And now we return to our story:
The Jews of town told how this horse and his handler had a private cabin aboard ship (how they knew this I do not know) as well as private cars in the various trains and then finally, a special coach to Stavisht. A special stall was set up on the Count's estate and a place for the handler to live. They prepared a festive banquet for the precious guests. Nobles and their wives came from all over the area and they all admired the beautiful horse with its slender delicate hooves.
It took a long time for the horse to adjust to its environment and the climate. Finally, one day, the Count mounted the richly saddled horse and rode out with great pride. Unfortunately, on his return, as he came to the gate of the town, his horse fell down dead.
Here is another story my father told: Once the Countess fell ill and the greatest physicians came from Kiev and they discovered that she should be fed with the milt of fish.
There was a river in Stavisht with wonderful fish. The Count ordered that many
fish be caught and their milt was removed. But among them there were many fish
that had roe, so these fish, along with the fish whose milt had been removed,
were given to the local Jews for the Sabbath. The Jews of Stavisht had enough
fish to last until after the Melave Malkah [the last Sabbath meal].
by Yisrael Rubin
White Plains, N.Y., U.S.
I, Yisrael Robtshanski, was born in the Raskashne, or as this village was called, Ksenzivke. I had six brothers and one sister. She died in Stavisht at the time of the First World War.
This event, which happened to me, I shall remember for the rest of my life.
It happened when the Revolution broke out and the Russian Army disintegrated. All the soldiers fled, taking along whatever weapons they had to their native villages. Every gentile who could read and write a little became an officer and organized a band of young gentiles. Their motto was: Bey Zhidov, Spasey Rasya! [Beat the Jews, Save Russia]. That is how the pogroms began. They would attack small towns, organize raids and rob everything that came to hand.
The Jews of all the small towns in Ukraine lived in fear during this entire period. Some small towns organized self defense groups, but they were not much help.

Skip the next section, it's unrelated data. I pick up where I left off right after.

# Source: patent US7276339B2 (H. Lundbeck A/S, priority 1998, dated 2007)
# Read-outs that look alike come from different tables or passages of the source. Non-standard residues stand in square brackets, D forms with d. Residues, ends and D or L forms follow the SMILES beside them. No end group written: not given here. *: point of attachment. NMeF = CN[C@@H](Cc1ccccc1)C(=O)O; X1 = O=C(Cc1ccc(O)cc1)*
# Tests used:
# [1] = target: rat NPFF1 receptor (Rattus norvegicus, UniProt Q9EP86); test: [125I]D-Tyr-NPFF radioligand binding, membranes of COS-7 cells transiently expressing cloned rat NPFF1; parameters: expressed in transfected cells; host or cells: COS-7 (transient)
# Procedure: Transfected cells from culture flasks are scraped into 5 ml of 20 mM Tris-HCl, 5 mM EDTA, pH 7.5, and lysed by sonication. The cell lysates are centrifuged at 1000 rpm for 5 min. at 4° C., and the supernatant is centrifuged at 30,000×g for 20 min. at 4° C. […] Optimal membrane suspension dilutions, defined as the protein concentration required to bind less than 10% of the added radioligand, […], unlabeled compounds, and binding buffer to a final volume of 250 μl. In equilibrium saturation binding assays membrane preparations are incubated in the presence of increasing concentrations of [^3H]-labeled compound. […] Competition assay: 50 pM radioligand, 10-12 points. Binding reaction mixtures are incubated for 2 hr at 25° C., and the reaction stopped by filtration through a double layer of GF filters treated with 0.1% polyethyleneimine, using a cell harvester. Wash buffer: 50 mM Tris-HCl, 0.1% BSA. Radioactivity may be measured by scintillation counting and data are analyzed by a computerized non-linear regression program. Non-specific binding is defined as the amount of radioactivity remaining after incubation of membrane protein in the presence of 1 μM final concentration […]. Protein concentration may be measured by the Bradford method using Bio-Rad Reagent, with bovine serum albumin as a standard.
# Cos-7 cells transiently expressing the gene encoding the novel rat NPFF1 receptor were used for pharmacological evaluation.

A small town had to live from something, so people risked their lives in order to travel to the fairs, Sunday in Krivselevke, Monday in Pyatigory, Tuesday in Stavisht and Thursday in Zhashkov.
And now I come to what happened to me. On a Thursday, I, and some others, traveled to the fair in Zhashkov. There was a bandit in that area named Kazakov. Around two o'clock in the afternoon Kazakov showed up with a band of 25 hooligans and they began to rob and to beat the Jews. Whoever opposed them was shot. While the bandits were robbing, and snatching goods from each other, and thus occupied, their commander, Kazakov, stood in the middle of town and harangued the gentiles who had come to the fair, that all Jews were Communists and as soon as they got rid of all the Jews they would be rid of the Communists. The gentiles cried, Hurray!
Kazakov had a son who was about fourteen years old. He rode on a pony. He was not interested in robbing. He took out his saber, chased the Jews and beat them until they fell dead.
It is impossible to describe the tumult and the fear. People were running and screaming and did not know which way to turn. The bandits rampaged for a few hours and then left with their loot. They left the dead and wounded lying in the street.
I also ran, I do not know in which direction. In Zhashkov the bathhouse was at the edge of town. Next door was a gentile's dwelling. I ran into his barn, into the horse's stall and hid under a pile of straw. I lay there for a few hours. The gentile did not even know I was there, he had gone to the fair. Through the cracks I could see what was doing outside, and when I saw people walking around, I knew that the bandits had left. Then I came out of the stall and went to the center of town to the Stavisht departure area. I cannot begin to describe what I saw there. The dead bodies and been laid out in two rows on the ground. The wounded had been given first aid. I will never forget the screaming and crying. Everyone was up the whole night. They were afraid that the bandits might return to town.
The night passed quietly. No one left town Friday morning. And, I need not add, of course no one would think of traveling on the Sabbath. God helped. Sunday, we found out from gentiles passing through that all was well in Stavisht. But there was no waggoner to take us back to Stavisht. Suddenly I saw a gentile from my village, Raskashne. His name was Ivan. I used to hire him to take eggs and flour to Belaya Tserkov and Kiev. It felt as if I had seen the Messiah! Even if he were not willing to drive me home, at least he could report back that I was still alive. I talked to him and he told me that his wagon was full of straw, and that I should lie down under the straw and he would take me to Stavisht.